Some time ago, on an episode of the History Channel’s reality show about a Las Vegas pawn shop, a man brought in a violin and asked for an appraisal. The man claimed that he had recently purchased a piece of property that included a house and a barn, and shortly after his purchase, he came across an old chest, which when he opened, revealed the violin safely tucked inside. As the man dusted off the near-perfect instrument, he found the name “Stradivarius” inscribed on the violin. As most of you know, a Stradivarius violin in any condition is worth a great deal of money. So, the man had his fingers crossed that this violin would be his lottery ticket to Easy Street.
I don’t know of another passage of Scripture that is more well-known or more beloved than this passage I just read for you. It’s one of the first verses of Scripture that most folk learn “by heart” because it conveys the core message of the Gospel and the means by which we secure eternal life.
Most of the stories Jesus told lend themselves to easy application, do they not? Consider, for example, the story of the Prodigal Son or the story of the Good Samaritan. Everybody resonates with those two stories because everybody understands them and can relate to them. After all, who among us hasn’t felt the tug toward the far country and felt the need to come home once we had come to our senses? Or, who among us hasn’t wrestled with the responsibility of going out of our way to help another in need, especially when we at one point were on the receiving end of such aid? In almost every story Jesus tells, there is at least one character we can see ourselves in, or one character we can imagine ourselves working to become.
Many of you will remember back in the 80’s a most successful advertising campaign by the National Enquirer magazine, which had as its tagline, “Enquiring Minds Want to Know.” What made that campaign so successful was the way it allowed that gossip rag of a publication to attain at least a modest level of respectability in popular American culture by granting people permission to read it because of how doing so would only be engaging in something that on the surface could never be considered entirely bad. After all, who among us doesn’t harbor some measure of curiosity about what’s going on around us in life? Who among us doesn’t want to be “in the know” about important happenings? Who among us doesn’t want to be perceived as possessing an “enquiring mind?”
If there’s anything that comes naturally to us as human beings it is the fine art of manufacturing a good excuse. The truth of the matter is that coming up with a good excuse is as natural as breathing air. That’s because each of us has a will, and when circumstances converge that frustrate our hearts’ desire, we immediately churn out a good excuse not to do whatever it is that we really aren’t passionate about doing.
I know that we all were brought up to understand the importance of sharing, but how many times have you found yourself in situations where you struggle to be satisfied with a portion of something, especially when you know that if you could enjoy that something in its entirety, the experience would be so much better? Maybe it’s a bite or two of that dessert that you limit yourself to in an effort to shed a few pounds. Maybe it’s the snippet of the song you were listening to, which you caught toward the end instead of the beginning. My favorite is what some online bookstores do. They give you the first page or two of the first chapter, which is only a tease to make you purchase the rest of the book.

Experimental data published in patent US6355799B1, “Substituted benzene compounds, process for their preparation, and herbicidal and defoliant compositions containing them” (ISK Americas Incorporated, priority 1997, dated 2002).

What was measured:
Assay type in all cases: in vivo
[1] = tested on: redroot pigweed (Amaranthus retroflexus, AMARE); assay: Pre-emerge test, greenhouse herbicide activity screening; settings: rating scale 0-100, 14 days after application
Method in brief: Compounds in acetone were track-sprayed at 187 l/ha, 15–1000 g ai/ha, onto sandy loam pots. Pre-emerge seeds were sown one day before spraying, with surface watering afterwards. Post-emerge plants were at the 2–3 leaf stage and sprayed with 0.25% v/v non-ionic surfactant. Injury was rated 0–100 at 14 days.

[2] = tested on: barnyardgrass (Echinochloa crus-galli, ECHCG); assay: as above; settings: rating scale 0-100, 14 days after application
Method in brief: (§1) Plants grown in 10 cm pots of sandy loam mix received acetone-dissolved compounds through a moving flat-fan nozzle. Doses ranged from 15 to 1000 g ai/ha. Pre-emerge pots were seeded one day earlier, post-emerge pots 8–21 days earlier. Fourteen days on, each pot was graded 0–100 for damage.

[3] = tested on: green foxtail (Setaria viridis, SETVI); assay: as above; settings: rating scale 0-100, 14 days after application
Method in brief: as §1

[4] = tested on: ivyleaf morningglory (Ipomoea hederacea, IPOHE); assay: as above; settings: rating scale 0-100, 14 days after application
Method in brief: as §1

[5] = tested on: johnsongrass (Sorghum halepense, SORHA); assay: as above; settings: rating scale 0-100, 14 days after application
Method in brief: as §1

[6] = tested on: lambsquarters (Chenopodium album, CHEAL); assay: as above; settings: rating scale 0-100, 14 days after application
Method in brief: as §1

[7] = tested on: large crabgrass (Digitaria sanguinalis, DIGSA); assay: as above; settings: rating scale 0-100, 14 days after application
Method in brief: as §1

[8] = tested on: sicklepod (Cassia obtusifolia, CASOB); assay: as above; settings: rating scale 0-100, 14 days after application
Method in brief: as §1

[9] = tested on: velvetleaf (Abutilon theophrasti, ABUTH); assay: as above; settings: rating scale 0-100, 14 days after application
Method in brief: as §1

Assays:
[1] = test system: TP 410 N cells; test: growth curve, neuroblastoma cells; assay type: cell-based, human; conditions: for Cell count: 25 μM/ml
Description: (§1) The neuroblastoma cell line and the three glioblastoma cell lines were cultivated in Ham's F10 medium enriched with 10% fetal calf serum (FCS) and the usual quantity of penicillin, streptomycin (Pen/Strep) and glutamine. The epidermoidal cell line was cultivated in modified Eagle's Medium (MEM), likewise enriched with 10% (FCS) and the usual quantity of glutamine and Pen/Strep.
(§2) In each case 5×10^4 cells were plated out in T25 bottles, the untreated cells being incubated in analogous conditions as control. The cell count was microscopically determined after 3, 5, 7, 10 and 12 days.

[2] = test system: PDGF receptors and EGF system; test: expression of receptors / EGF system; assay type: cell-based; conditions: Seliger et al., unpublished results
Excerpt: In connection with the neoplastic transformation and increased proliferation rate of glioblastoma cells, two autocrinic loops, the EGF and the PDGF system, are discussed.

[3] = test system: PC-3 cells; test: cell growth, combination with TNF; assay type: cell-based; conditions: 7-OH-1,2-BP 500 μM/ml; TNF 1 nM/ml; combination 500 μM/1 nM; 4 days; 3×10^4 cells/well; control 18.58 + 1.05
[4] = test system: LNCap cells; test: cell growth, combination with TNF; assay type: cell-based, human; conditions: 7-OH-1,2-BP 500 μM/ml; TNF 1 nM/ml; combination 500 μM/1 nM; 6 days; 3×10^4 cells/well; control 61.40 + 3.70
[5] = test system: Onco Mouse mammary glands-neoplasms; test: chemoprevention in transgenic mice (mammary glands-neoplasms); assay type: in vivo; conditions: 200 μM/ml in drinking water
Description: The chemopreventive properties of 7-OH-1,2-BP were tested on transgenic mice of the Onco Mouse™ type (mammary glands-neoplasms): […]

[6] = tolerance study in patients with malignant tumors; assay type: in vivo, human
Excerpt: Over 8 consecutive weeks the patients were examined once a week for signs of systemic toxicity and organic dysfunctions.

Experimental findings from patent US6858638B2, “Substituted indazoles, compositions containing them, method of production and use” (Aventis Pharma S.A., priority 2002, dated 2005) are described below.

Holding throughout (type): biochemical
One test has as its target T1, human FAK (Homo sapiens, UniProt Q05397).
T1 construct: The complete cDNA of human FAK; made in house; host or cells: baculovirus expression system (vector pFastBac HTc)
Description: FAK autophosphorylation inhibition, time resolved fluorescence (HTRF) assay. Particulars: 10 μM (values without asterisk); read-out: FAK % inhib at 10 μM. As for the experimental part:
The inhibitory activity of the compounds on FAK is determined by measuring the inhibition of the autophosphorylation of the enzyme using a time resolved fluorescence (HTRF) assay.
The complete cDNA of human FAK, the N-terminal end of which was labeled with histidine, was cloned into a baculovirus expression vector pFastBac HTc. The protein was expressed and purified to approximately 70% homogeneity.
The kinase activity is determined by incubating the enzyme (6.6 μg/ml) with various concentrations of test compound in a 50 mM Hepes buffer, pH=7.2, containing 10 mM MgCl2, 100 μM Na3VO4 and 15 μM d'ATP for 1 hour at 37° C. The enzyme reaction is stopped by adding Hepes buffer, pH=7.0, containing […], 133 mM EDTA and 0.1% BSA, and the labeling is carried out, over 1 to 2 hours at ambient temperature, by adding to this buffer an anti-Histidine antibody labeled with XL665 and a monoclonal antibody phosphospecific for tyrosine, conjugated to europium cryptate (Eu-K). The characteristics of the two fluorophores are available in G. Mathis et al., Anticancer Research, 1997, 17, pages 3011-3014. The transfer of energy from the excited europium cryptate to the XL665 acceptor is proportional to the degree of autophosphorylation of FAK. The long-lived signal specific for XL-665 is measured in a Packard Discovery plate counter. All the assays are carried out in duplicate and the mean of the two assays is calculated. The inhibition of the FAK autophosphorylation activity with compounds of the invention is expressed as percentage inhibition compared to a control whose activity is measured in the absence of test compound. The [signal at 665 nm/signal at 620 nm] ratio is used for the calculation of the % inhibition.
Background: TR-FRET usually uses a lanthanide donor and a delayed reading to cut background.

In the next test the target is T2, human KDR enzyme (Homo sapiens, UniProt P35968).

The other day I was driving home from church, listening to a sports talk show that was winding down its broadcast for the day. As the last caller was voicing his opinion (rather adamantly I should say), the bumper music started playing in the background, which was a signal to everyone, especially the caller, that time was running out, and whatever he wanted to get off his chest, he’d best get to it. Then, as the show was signing off, the music became louder and more pronounced.
Some years ago, executives at one of the nation’s largest Mainstream Protestant denominations (not Baptist) put together a committee to purge their liturgy and hymnal of all militaristic language and imagery. Quite a few of the old hymns and readings got cut out, such as “Onward Christian Soldiers.” As you can imagine, the committee caught a lot of flak for their decisions. Some of it was deserved, but some of it was not deserved. After all, none of us is above engaging in the same kind of theological “downsizing” from time to time. There are terms and concepts and images that we do away with when they no longer suit our fancy or serve our purposes. I’m thinking in particular of the word “duty” and all of the images and the concepts that are associated with it.
Jim Rohn was one of the pioneers of motivational speaking in the last century, the precursor to such household names today as Tony Robbins or Zig Ziglar or Wayne Dyer. Like most motivational speakers, Rohn had his share of famous quotes, but the one that will always stand out to me is his quote that goes: “If you really want to do something, you’ll find a way; if you don’t, then you’ll find an excuse.”
If there’s one incontrovertible fact to life here on Planet Earth, it’s that nothing about our existence is anything near a piece of cake. Most of us know all too well how each day’s events have a way of weighing us down with all manner of burdens and responsibilities, many of which are simply much more than we can handle.